We’re half way to basketball practice when Jayden announces, “Oops. I left my basketball at home.”
“What?!” I say. “I told you three times not to forget it!’”
“Yeah,” he says softly. “Sorry about that.”
I ignore his apology. “Bubs! How did you forget the single most important thing?”
“I don’t know.” His voice keeps getting lower.
“This is not good, Bubs. You’ll be the one kid at practice without a ball.” I glance back at him playing on his tablet. “Oh! But I see you remembered your games.”
He says nothing, probably because he knows from experience there is no correct response. A few moments pass. I can tell from the awkward silence he’s paused his game. He’s waiting to see if the admonishment is going to continue. After another minute of awkward silence, he resumes his game. And I decide I’m done, at least for now.
At practice, he runs around with his teammates, high-fiving and air-jumping over every positive thing they do. I don’t why this ticks me off. What did I expect? Did I think that his body language on the court would communicate to me, “Sorry, Dad?”
Maybe I’m just upset because he’s having fun while I’m kicking myself that I didn’t remind him a fourth time to grab his ball, or that I didn’t just get the ball myself. Which is what I do most of the time. I tell him, “Put your dishes from dinner in the dishwasher.” He says, “Yes, Dad.” Then 30 minutes later, we repeat the exact same dialogue. Then an hour later, we repeat it again. Finally, after he’s gone to bed, I see his dishes still sitting at the kitchen table. He’s only 10, I tell myself.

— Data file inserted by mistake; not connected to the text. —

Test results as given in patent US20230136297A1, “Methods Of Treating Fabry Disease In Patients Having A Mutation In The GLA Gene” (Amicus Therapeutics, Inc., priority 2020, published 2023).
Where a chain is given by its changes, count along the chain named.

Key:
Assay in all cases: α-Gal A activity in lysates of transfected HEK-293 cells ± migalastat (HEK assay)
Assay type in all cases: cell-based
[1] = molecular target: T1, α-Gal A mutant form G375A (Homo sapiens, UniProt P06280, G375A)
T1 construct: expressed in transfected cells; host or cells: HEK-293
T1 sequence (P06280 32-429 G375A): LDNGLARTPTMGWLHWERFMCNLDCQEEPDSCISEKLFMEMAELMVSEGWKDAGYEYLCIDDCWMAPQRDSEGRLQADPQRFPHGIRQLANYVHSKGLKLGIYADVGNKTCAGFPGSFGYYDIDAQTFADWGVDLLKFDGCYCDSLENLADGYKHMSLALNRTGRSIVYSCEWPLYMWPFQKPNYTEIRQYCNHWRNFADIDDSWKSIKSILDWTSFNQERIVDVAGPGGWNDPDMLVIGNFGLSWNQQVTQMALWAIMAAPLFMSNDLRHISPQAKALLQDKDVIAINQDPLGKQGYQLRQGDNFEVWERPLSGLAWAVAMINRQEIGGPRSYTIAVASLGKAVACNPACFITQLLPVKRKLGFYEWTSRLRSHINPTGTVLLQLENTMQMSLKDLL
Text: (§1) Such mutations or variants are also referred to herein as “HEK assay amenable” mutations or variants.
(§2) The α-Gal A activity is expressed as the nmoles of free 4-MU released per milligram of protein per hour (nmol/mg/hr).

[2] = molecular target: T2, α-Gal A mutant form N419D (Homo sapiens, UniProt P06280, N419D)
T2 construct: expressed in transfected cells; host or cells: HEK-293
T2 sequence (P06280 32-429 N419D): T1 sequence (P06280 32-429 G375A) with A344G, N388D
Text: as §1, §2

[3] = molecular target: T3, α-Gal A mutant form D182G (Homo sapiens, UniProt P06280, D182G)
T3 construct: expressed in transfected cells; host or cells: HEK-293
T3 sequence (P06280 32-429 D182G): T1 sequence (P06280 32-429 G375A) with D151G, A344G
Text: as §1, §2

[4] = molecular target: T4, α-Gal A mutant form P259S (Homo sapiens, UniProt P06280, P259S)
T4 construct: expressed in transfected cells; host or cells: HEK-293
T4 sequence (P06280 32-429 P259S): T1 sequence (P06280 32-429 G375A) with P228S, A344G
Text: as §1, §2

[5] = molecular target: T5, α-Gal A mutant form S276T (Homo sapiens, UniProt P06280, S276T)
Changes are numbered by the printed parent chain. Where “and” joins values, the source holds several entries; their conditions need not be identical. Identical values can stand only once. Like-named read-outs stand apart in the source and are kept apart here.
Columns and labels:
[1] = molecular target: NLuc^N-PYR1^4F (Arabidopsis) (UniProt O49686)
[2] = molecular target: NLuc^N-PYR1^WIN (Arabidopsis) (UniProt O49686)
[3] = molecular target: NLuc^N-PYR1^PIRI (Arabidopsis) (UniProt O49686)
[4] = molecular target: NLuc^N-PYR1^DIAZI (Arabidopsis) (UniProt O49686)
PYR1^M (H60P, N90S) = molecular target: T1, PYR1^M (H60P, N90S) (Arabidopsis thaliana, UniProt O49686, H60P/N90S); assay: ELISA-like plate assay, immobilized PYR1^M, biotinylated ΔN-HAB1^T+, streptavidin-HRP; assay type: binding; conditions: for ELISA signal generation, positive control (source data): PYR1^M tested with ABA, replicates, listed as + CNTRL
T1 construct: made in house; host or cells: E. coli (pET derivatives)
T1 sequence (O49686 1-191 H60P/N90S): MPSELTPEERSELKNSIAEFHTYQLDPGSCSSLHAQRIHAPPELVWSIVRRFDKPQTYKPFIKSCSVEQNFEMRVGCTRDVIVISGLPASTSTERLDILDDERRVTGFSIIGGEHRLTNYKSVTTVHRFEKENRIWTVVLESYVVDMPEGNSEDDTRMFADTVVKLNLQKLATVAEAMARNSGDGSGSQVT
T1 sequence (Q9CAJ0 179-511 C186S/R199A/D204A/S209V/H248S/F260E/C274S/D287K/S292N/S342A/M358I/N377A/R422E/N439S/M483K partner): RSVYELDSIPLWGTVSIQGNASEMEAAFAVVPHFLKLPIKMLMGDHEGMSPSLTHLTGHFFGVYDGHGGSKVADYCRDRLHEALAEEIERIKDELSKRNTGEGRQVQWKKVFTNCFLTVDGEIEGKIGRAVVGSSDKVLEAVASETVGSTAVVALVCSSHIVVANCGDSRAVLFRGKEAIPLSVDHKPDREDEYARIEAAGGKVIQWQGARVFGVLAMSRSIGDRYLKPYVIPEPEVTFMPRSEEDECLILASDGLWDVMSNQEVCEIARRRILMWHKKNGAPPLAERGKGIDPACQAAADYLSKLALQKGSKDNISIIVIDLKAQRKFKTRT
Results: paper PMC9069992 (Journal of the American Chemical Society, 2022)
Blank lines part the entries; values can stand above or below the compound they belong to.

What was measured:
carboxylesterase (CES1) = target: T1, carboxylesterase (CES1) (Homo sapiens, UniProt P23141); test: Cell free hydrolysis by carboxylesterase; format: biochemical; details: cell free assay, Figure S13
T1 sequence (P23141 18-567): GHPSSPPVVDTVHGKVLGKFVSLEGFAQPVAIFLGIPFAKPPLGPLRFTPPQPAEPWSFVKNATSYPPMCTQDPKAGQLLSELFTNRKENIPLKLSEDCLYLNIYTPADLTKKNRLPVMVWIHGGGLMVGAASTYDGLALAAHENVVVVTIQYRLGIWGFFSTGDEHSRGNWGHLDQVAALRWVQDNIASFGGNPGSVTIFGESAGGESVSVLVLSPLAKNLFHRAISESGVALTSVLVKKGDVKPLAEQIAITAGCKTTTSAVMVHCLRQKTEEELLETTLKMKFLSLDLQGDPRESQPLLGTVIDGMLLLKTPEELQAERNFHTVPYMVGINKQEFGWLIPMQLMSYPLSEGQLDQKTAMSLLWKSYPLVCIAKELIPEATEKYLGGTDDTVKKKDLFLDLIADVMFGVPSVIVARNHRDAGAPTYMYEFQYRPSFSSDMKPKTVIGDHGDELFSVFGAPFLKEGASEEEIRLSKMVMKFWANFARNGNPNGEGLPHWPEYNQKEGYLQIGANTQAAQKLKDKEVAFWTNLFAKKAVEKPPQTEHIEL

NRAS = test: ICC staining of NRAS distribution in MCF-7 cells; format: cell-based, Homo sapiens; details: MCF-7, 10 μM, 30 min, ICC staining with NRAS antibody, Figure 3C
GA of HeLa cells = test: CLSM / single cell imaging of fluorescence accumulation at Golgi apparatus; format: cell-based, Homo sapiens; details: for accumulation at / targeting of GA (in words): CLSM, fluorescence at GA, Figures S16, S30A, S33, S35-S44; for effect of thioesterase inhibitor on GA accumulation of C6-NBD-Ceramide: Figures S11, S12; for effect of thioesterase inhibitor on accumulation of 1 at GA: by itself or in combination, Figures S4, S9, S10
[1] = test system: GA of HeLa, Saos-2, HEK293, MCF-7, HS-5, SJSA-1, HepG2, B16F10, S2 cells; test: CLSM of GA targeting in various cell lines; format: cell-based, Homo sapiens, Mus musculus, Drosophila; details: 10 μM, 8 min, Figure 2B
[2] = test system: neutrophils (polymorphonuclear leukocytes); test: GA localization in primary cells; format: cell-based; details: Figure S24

As I watch practice, I observe the other kids on his team. Each one has an untied shoe, a mismatched sock, or bed head. One kid is in shorts but is still wearing his parka. Another kid’s wearing two totally different sneakers. For a moment, I think, I’m glad I’m not that kid’s Dad. Then I remember that five seconds ago I was kicking myself for not catching my kid’s mistake in time for practice.
I struggle to know when to nag my kids, when to allow them to fail, when to bail them out, or when to just take a deep breath, and just ask him to do it in the morning, or load the dishwasher myself and move on. I try to remind myself that this is basketball practice. It’s not a big deal. We’re here to have fun. And if he’s having fun then I can, too. I remember that watching Jayden play basketball is incredibly fun. He plays with a ton of heart, and has pretty good instincts, too. Within a few minutes, he’s drenched in sweat.
I hear the coach tell the team to take a water break, and Jayden comes over to me. “Dad, you forgot my water.”
I look at the rest of his team drinking from their water bottles. “Son… do you want to rephrase that?”
He smiles at me. “Oh, sorry. I forgot my water.”
I take a deep breath. “There’s a water fountain outside.”
Then he runs off.
I forgot his water, I say to myself out loud. Then I remember he’s only 10. I guess he’s half right.